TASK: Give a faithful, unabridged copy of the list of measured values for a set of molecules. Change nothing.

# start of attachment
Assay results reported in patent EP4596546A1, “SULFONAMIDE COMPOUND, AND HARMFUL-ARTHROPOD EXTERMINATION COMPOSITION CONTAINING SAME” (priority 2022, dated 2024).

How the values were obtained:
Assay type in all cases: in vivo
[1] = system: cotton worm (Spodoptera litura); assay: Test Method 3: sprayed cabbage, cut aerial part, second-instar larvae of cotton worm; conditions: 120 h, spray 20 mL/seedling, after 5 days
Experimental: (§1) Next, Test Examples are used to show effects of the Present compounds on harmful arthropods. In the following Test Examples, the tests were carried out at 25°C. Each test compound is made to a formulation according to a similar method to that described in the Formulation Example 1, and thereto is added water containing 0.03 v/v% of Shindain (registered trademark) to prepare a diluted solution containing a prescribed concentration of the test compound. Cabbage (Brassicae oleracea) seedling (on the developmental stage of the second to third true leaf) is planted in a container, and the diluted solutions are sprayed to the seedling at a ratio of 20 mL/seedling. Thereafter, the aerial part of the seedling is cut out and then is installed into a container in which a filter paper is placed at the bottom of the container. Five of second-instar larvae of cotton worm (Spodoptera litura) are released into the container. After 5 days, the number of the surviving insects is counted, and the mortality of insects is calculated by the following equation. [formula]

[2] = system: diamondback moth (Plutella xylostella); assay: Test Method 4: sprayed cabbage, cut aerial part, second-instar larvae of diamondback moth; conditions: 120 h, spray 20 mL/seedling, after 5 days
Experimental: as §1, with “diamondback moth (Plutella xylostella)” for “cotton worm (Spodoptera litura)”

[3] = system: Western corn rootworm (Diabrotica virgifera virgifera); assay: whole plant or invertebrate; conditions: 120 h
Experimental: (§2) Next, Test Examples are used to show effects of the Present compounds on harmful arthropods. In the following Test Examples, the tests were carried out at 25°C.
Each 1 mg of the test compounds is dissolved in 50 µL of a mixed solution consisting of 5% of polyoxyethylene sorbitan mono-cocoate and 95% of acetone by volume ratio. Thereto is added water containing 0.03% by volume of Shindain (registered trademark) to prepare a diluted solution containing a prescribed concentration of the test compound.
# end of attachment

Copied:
Assay results reported in patent EP4596546A1, “SULFONAMIDE COMPOUND, AND HARMFUL-ARTHROPOD EXTERMINATION COMPOSITION CONTAINING SAME” (priority 2022, dated 2024).

How the values were obtained:
Assay type in all cases: in vivo
[1] = system: cotton worm (Spodoptera litura); assay: Test Method 3: sprayed cabbage, cut aerial part, second-instar larvae of cotton worm; conditions: 120 h, spray 20 mL/seedling, after 5 days
Experimental: (§1) Next, Test Examples are used to show effects of the Present compounds on harmful arthropods. In the following Test Examples, the tests were carried out at 25°C. Each test compound is made to a formulation according to a similar method to that described in the Formulation Example 1, and thereto is added water containing 0.03 v/v% of Shindain (registered trademark) to prepare a diluted solution containing a prescribed concentration of the test compound. Cabbage (Brassicae oleracea) seedling (on the developmental stage of the second to third true leaf) is planted in a container, and the diluted solutions are sprayed to the seedling at a ratio of 20 mL/seedling. Thereafter, the aerial part of the seedling is cut out and then is installed into a container in which a filter paper is placed at the bottom of the container. Five of second-instar larvae of cotton worm (Spodoptera litura) are released into the container. After 5 days, the number of the surviving insects is counted, and the mortality of insects is calculated by the following equation. [formula]

[2] = system: diamondback moth (Plutella xylostella); assay: Test Method 4: sprayed cabbage, cut aerial part, second-instar larvae of diamondback moth; conditions: 120 h, spray 20 mL/seedling, after 5 days
Experimental: as §1, with “diamondback moth (Plutella xylostella)” for “cotton worm (Spodoptera litura)”

[3] = system: Western corn rootworm (Diabrotica virgifera virgifera); assay: whole plant or invertebrate; conditions: 120 h
Experimental: (§2) Next, Test Examples are used to show effects of the Present compounds on harmful arthropods. In the following Test Examples, the tests were carried out at 25°C.
Each 1 mg of the test compounds is dissolved in 50 µL of a mixed solution consisting of 5% of polyoxyethylene sorbitan mono-cocoate and 95% of acetone by volume ratio. Thereto is added water containing 0.03% by volume of Shindain (registered trademark) to prepare a diluted solution containing a prescribed concentration of the test compound.